Turquoise

…like sapphires in colour, only that it is paler and more closely resembles the tint of the water near the sea-shore in appearance.

(Pliny the Elder: Natural History, XXXVII.56)

It is found in the countries that lie at the back of India, among the Phycari, namely, who inhabit Mount Caucasus, the Sacæ, and the Dahæ. It is remarkable for its size, but is covered with holes and full of extraneous matter; that, however, which is found in Carmania is of a finer quality, and far superior. In both cases, however, it is only amid frozen and inaccessible rocks that it is found, protruding from the surface, like an eye in appearance, and slightly adhering to the rock; not as though it formed an integral part of it, but with all the appearance of having been attached to it. People so habituated as they are to riding on horseback, cannot find the energy and dexterity requisite for climbing the rocks to obtain the stones, while, at the same time, they are quite terrified at the danger of doing so. Hence it is, that they attack the stones with slings from a distance, and so bring them down, moss and all. It is with this stone that the people pay their tribute, and this the rich look upon as their most graceful ornament for the neck. This constitutes the whole of their wealth, with some, and it is their chief glory to recount how many of these stones they have brought down from the mountain heights since the days of their childhood. Their success, however, is extremely variable; for while some, at the very first throw, have brought down remarkably fine specimens, many have arrived at old age without obtaining any.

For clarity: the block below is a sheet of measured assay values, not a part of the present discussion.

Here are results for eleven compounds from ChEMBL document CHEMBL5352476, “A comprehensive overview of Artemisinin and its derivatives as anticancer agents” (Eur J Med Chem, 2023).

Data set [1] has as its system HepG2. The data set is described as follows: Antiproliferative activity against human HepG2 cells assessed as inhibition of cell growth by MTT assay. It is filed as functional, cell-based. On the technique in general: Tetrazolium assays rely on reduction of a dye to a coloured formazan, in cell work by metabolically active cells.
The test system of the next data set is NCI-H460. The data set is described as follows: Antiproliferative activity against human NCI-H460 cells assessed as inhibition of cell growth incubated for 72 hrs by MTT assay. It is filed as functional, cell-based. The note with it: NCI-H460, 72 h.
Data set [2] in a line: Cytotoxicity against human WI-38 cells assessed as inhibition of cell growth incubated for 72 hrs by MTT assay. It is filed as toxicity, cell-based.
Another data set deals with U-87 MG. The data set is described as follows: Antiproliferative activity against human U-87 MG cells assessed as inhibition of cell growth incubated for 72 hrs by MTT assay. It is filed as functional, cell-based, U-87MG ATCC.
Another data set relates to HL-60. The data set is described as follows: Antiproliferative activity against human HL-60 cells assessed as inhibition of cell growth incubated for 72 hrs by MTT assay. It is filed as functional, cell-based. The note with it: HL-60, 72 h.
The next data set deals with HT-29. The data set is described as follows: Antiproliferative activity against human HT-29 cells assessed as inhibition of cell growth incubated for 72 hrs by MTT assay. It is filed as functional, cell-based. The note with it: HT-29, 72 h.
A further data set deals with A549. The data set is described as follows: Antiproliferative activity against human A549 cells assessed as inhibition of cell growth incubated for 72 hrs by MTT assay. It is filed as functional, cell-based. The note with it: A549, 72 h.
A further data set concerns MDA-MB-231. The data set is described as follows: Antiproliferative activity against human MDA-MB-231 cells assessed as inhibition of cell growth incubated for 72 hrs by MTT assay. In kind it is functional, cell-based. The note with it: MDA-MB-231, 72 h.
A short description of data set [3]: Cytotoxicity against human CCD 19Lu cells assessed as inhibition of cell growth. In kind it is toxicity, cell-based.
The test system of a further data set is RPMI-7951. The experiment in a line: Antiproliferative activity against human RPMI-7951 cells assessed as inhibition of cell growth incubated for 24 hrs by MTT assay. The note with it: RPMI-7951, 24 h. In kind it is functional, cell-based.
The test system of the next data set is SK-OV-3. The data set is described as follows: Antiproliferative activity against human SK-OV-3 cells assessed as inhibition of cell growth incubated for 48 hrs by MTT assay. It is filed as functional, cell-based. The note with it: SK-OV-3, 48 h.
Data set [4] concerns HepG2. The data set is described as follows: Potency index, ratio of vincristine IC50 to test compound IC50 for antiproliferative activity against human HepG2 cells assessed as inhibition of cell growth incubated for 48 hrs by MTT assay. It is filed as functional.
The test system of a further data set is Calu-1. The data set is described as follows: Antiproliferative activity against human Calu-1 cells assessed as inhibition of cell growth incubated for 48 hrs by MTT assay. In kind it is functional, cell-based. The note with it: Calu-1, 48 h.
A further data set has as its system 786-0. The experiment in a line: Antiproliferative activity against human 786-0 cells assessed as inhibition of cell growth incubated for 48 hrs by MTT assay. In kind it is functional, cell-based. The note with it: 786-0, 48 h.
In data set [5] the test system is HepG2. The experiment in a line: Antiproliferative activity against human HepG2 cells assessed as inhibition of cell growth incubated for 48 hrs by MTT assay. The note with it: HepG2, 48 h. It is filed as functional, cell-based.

Such is the method of procuring these stones; their form being given them by cutting, a thing that is easily effected. The best of them have just the colour of smaragdus, a thing that proves that the most pleasing property in them is one that belongs of right to another stone. Their beauty is heightened by setting them in gold, and there is no stone to which the contrast of the gold is more becoming. The finest of them lose their colour by coming in contact with oil, unguents, or undiluted wine even; whereas those of a poorer quality preserve their colour better. There is no stone, too, that is more easily counterfeited in glass. Some writers say, that this stone is to be found in Arabia also, in the nest of the bird known as the “melancoryphus.”

(Pliny the Elder: Natural History XXXVII.33)

In response to Ailsa's travel theme: Turquoise.

Sun-Drenched

I don’t know about you but at around this time of the year, I invariably reach the point when I could murder for sunshine, flowers and the ability to go out without a coat.

(Not to mention it’s Monday.)

So what we need right now is a little sunshine:

Wishing you all a happy sunny Monday! (Click on the images to enlarge.)

Night at the Museum

Many of London’s museums and galleries stay open late into the evening once a week. You might think day or night makes no difference…

But it’s nice to break the daily routine once in a while. Instead of going home after work, I head for Bloomsbury.

british-museum-p1020724

The British Museum after six pm is a different place

The lights are dimmed. The crowds are gone; it’s quiet. I relax in the members’ room with my book and a glass of wine before going for a wander.

I can get up close to the most popular exhibits without an elbow fight. I can contemplate. I can read the labels in peace.

I can take pictures.

Till next Friday.

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Under Italian Influence: The Queen’s House in Greenwich

Today I’m going to depart a little from the usual topics to share instead some photos of the Queen’s House in Greenwich – built by one of England’s greatest architects, Inigo Jones. If you wonder why we’re looking at an English building on Mediterranean Monday, it’s because: